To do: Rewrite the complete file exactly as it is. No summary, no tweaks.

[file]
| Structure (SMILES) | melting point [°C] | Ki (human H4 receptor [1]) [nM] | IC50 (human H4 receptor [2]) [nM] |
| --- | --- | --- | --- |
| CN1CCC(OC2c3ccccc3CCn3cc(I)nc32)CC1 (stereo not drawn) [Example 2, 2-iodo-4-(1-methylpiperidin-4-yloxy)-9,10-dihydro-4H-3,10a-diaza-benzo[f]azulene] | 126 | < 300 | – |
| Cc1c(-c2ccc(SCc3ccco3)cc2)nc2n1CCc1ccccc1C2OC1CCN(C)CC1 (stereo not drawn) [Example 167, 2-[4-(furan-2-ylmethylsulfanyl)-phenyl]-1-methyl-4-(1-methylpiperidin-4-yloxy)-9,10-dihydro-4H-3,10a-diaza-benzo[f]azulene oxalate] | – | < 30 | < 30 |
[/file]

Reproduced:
| Structure (SMILES) | melting point [°C] | Ki (human H4 receptor [1]) [nM] | IC50 (human H4 receptor [2]) [nM] |
| --- | --- | --- | --- |
| CN1CCC(OC2c3ccccc3CCn3cc(I)nc32)CC1 (stereo not drawn) [Example 2, 2-iodo-4-(1-methylpiperidin-4-yloxy)-9,10-dihydro-4H-3,10a-diaza-benzo[f]azulene] | 126 | < 300 | – |
| Cc1c(-c2ccc(SCc3ccco3)cc2)nc2n1CCc1ccccc1C2OC1CCN(C)CC1 (stereo not drawn) [Example 167, 2-[4-(furan-2-ylmethylsulfanyl)-phenyl]-1-methyl-4-(1-methylpiperidin-4-yloxy)-9,10-dihydro-4H-3,10a-diaza-benzo[f]azulene oxalate] | – | < 30 | < 30 |